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Quarter Horse and a Canoe Save Calves From Rising Floodwaters

Filed under: Featured,The Buzz |     

All photos courtesy of Savanna Simmons.

By: Brittany Bevis

For the past few weeks, areas of the country like Nebraska, Wyoming, and Montana have suffered extreme flooding from rapid snow melts and ice jams along major rivers. The rising waters have closed highways, threatened homes and businesses, and caused dangerous conditions for residents and their animals.

When the Kottwitz family of Mule Creek Junction, Wyoming knew their calves wouldn’t be able to cross the rapidly rising water, they concocted a genius plan to bring them to safety, with the help of a few friends, a Quarter Horse, and a canoe. Friend and neighbor, Savanna Simmons, was onsite with her camera to capture the expedition. Savanna and her husband, Boe, live with their two sons, Brindle and Roan, on Four Three Ranch just north of Lusk, Wyoming. The Kottwitz ranch is located 45 miles north of Lusk in Mule Creek Junction.

Assisting in the calf rescue were Boe and Jennifer Kottwitz with their daughter, Abby, and Savanna’s husband, Boe. “The calves were previously between where the rising Cheyenne River and Mule Creek converge,” Savanna says. “While a few of the calves crossed Mule Creek of their own accord, many were spared frigid water temperatures by the Kottwitz’s efforts.

“I’m not entirely sure where the idea came about, but I know Jennifer was fretting about the calves crossing the creek if it did get any higher or faster, which is probable given the warm week we were having and the melt off that is to come. Their younger daughter, Abby, got into canoeing a few years ago, so I suppose she was just thinking about getting the calves across and the canoe came to mind.”

But the canoe was just one piece of the puzzle. They were in need of some serious horsepower to cross the rapidly moving river. Enter Boe Kottwitz’s Quarter Horse gelding, Jaybird. “He’s a good, solid, ranch horse and while he didn’t necessarily care to go into the water, he did so without much hesitation or trouble. He also was just fine after. He got wet up to his chest, but he didn’t come out shivering or shaking.”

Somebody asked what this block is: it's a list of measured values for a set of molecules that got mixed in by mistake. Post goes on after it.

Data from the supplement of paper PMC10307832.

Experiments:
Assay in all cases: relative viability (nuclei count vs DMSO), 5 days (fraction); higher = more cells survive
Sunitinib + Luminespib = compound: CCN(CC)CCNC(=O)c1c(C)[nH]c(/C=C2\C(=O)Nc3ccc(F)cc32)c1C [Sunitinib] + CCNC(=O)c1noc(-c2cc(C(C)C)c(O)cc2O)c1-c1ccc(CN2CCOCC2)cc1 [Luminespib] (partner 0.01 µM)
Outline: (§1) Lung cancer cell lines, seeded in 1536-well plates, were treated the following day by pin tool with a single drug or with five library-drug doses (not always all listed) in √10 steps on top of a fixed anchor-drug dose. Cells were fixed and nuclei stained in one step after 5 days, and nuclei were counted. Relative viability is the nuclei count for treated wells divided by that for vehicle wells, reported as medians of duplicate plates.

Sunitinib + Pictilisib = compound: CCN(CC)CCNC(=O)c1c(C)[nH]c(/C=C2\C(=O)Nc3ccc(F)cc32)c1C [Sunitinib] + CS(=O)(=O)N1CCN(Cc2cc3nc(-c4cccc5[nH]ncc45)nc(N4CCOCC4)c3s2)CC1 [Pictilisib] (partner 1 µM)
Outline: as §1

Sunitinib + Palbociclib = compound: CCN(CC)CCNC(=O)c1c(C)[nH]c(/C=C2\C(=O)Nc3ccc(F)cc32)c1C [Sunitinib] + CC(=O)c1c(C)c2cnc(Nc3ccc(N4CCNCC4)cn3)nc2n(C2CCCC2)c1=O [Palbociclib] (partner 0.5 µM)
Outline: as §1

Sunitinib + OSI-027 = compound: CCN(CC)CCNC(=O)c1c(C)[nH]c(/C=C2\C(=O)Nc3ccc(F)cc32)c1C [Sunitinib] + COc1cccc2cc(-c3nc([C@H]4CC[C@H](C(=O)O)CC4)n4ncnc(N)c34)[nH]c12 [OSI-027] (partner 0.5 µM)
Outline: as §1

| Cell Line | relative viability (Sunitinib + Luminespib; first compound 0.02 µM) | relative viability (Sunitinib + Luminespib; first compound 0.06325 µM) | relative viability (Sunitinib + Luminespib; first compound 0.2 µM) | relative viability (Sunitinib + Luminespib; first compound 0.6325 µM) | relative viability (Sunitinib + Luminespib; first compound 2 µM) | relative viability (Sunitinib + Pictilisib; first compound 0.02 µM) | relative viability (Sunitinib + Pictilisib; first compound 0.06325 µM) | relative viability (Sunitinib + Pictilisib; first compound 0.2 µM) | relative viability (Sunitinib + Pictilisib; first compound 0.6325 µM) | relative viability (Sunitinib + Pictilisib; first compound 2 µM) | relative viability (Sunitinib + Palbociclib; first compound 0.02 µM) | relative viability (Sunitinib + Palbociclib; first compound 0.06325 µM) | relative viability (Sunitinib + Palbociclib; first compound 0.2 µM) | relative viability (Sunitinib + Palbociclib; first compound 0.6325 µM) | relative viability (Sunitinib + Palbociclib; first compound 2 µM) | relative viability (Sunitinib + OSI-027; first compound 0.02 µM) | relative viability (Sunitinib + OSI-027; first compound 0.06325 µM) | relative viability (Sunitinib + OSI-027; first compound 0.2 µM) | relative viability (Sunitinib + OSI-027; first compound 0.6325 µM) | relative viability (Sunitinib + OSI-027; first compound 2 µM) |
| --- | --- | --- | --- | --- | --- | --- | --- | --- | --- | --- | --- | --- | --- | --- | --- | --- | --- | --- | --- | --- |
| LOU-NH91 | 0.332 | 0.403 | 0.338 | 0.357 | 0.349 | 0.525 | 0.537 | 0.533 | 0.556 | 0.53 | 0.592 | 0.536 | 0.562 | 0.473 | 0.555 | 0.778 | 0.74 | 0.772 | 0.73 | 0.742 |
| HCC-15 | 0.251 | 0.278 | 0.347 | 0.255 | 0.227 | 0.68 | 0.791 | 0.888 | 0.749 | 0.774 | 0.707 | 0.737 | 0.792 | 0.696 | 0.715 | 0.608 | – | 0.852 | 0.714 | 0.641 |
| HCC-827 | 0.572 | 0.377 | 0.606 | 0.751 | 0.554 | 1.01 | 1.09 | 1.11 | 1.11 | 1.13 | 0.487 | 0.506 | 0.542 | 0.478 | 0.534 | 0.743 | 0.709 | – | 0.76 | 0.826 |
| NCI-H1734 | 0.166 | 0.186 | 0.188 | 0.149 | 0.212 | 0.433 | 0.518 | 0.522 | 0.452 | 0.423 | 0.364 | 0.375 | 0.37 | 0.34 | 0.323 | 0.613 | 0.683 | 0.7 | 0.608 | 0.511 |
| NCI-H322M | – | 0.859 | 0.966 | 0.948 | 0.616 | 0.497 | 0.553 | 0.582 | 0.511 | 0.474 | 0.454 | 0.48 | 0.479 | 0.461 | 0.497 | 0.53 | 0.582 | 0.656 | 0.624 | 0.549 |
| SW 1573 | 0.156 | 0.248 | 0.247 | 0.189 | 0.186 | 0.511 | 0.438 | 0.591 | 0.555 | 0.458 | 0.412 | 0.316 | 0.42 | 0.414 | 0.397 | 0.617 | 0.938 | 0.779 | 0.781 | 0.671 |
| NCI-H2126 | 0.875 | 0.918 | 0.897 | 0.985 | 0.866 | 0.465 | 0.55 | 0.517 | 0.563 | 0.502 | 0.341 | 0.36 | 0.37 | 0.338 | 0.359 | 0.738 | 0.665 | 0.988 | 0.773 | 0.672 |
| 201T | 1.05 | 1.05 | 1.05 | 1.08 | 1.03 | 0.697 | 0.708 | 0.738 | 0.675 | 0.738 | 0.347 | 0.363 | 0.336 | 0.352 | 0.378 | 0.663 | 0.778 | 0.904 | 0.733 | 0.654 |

“At the point where Boe is riding his horse into the water toward the calves is where Mule Creek meets up with the Cheyenne River. There’s quite an impressive amount of water flowing from that point on.”

Once Boe and Jaybird crossed the river to the calves with the canoe, it was time to rope each individual calf and transfer them into the canoe for their river, rapid ride. Meanwhile, the momma cows watched patiently on the shore, seeming to know that they babies were being helped. “I don’t know that the cows really knew what was going on. They were recently purchased by the Kottwitzes and were very calm throughout. I don’t think that they thought they were in imminent danger, nor were they really at any point. They just knew that they wanted their babies back.”

The entire process took several hours. Although the wind was blowing hard, the temperature was around 30 degrees, which is warm for Wyoming during this time of the year.

“All is well on the ranch now. The water levels are pretty high and moving rapidly, but all of the animals are out of harms way. It wasn’t too hard of work or too stressful on anybody, animals included. Everyone stayed calm and worked efficiently, which made the process quick and easy. The cows all headed up to high ground away from the water, and Boe gave the kids a ride around the pasture in the canoe after.”

Scroll below for more great photos, courtesy of Savanna Simmons.

If you have a great idea for a story, email B.Bevis@EquineChronicle.com and you might see it featured on EquineChronicle.com

 

 

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